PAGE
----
Although I don’t have a reading list per se, I have one shelf of books that I really want to get to. Bookends on the coffee table hold seven or eight novels that are a little higher priority, and there are at least four more books – fiction and non-fiction – on the side table that are partly read.
But sometimes one book compels you to finish it and leads you (inexorably) to others that are new to you so that the list gets put aside. Lorri Neilsen Glenn’s historical memoir, “Following the River: Traces of Red River Women,” (2017) leads me towards Maria Campbell’s “Halfbreed,” Gregory Scofield’s “Louis: The Heretic Poems,” Wab Kinew’s “The Reason You Walk,” and Richard Wagamese’s “Indian Horse.”
Lorri Neilsen Glenn is on a personal quest to learn more about her Métis ancestors, in particular her great-grandmother Catherine Couture, who died in a fire on the lake steamer SS Premier in 1908 at Warren’s Landing near the northern tip of Lake Winnipeg. A simple enough quest, you might have thought.
However, white men wrote most of the surviving documents, in which Aboriginal women are scarcely mentioned, and then often disparagingly. Glenn goes as far back as her five-times great-grandmother and as she spends hours in hot archival rooms, as she traces sunken words on old gravestones and reads a cairn near the Nelson River, she is dogged by imperialism, racism, sexism and classism. The Riel uprisings, the residential schools and Helen Betty Osborne’s murder rise from the pages in all their horror.
She also writes about the dignity, reticence, kindness and adaptability of Métis people confronted by the double theft of land and culture. She finds cousins in Norway House, having driven alone through hundreds of kilometers of forest, part of the way with a bear’s muddy paw prints on her car window. She struggles with language: Norway House, Kinosêwisîpiy, river with a lot of fish. Although she loses her sense of direction in some of the Red River towns, she never does so when she’s describing her quest, whether in prose or poetry: she has a sure and sensitive hand as she places on the page the fragments that embody her hard-won knowledge.
She wonders if we all carry within us stories that haunt us, that aren’t lost, only impossible to retrieve. I am grateful for and enriched by her passion and inquiry, her persistence and insight.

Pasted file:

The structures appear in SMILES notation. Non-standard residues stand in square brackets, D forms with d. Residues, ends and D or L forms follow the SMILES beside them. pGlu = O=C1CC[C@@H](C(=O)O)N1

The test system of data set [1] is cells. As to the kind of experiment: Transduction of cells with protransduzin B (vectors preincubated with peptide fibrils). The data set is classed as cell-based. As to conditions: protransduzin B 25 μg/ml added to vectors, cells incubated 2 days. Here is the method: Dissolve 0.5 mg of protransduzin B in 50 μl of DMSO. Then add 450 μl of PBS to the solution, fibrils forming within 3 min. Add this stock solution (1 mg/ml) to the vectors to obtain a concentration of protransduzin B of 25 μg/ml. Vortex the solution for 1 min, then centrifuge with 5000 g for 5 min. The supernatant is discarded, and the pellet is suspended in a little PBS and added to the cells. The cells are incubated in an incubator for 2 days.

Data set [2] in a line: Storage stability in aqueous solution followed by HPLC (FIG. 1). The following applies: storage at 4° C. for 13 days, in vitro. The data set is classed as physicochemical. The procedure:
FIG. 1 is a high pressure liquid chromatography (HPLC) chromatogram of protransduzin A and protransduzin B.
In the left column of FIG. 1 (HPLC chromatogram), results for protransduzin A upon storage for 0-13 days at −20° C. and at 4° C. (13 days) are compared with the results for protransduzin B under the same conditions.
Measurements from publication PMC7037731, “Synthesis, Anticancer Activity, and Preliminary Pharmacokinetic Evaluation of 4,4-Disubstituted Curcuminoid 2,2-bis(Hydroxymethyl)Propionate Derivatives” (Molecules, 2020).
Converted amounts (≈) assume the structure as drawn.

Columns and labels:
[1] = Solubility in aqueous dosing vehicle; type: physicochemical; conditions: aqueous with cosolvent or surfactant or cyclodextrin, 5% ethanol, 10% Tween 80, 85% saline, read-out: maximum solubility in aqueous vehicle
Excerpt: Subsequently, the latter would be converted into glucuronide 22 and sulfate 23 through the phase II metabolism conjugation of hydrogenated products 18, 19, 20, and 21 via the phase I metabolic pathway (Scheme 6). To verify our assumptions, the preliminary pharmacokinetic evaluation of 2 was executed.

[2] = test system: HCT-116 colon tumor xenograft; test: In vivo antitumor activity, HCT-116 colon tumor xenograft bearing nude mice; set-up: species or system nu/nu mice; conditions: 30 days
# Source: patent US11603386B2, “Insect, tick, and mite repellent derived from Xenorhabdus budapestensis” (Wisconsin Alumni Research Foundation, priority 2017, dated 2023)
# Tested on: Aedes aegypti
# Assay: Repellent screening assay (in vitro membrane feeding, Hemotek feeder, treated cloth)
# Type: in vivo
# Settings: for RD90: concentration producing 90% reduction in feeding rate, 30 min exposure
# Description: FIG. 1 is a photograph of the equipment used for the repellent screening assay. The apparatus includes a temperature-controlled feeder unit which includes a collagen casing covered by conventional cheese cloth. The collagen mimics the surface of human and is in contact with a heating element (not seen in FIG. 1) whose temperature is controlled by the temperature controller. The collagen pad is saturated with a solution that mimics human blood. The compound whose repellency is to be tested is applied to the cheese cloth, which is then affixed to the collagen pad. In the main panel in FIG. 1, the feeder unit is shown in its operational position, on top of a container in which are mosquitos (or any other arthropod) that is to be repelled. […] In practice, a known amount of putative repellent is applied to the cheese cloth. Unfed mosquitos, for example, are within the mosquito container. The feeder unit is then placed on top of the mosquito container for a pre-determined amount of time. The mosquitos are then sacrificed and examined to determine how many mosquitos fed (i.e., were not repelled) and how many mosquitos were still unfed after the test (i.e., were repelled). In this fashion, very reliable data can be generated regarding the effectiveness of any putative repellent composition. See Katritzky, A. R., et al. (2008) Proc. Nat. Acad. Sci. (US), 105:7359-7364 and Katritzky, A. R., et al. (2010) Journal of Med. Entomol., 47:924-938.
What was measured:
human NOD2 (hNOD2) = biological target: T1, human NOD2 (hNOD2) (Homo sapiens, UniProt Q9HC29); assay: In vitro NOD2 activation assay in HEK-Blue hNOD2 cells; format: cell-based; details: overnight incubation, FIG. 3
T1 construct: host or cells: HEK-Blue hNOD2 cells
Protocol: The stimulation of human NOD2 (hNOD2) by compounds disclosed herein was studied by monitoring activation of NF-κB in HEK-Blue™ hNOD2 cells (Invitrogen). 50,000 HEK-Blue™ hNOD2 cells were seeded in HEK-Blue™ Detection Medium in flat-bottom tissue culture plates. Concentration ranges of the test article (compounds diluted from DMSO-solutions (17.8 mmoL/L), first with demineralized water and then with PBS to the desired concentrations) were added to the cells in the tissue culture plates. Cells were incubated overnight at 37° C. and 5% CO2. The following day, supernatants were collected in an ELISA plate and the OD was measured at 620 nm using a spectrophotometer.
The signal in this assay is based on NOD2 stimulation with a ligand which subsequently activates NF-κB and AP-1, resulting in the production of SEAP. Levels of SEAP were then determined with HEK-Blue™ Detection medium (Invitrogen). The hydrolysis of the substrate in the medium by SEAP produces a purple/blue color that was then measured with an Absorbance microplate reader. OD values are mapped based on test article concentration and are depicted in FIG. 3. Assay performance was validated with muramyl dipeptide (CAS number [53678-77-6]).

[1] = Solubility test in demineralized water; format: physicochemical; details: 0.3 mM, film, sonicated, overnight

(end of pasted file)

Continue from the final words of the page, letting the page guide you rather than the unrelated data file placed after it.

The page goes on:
So add this book to your high-priority pile. And yes, there are far too many books and far too little time – but don’t you think that’s a wonderful dilemma to have?
Such a vivid and accurate account, Jill. This book impacted me, as well–so strongly that it’s been changing the way I perceive “Canada”–noticing (and rethinking) when I hear myself saying things like “our society.” I love those paradigm shifts that startle and change our thinking, even when the reasons for the new understanding are so grim. Have you read her book, Threading Light? It’s another work where she mixes prose and poems, sharing thought and discovery with such open vulnerability and courage that it takes my breath away by times.
Thanks for the comment, Jan – I too learned so much from Lorri’s book, also a courageous book. And as it happens, Threading Light is on my high-priority list and I’m looking forward to reading it.
Very nice review, Jill. I find myself returning library books lately, unread, so maybe I need to start keeping a list of other people’s recommendations! Meanwhile, I’ve finished with the copy edited version of my Lunenburg novel – now in cover discussions …
Thanks, Jan. I went to Lorri’s launch, and was very impressed with her readings from the book and by the story of how the book came to be written. Best of luck with the Lunenburg novel.
Very comprehensive and kind review, Jill. If I hadn’t already read this book, this would make me want to. It is lovely (to be brief), as is Threading Light which really got to my heart.
I have a long reading list and some of it will get read, but other things keep popping up.
Thanks, Sharon. I’m looking forward to reading Threading Light – and I know the feeling about other things popping up! Best of luck with your own “list.”
Hello Jill, thank you for this review. It is compelling. I am going to the library site from here.
Great! And thanks, Laureen, for passing on the Book Talk to friends.
Hi Jill. I didn’t know what a blog was until I got yours on my NEW IPAD — a new experience for me. I love the sound of Lorri’s book.
More anon when I learn more about how to run this machine. See you Monday. For which I thank you in advance. Xo. Budge
Thanks, Budge! I too have a new tablet and am learning my way around it. Looking forward to Monday.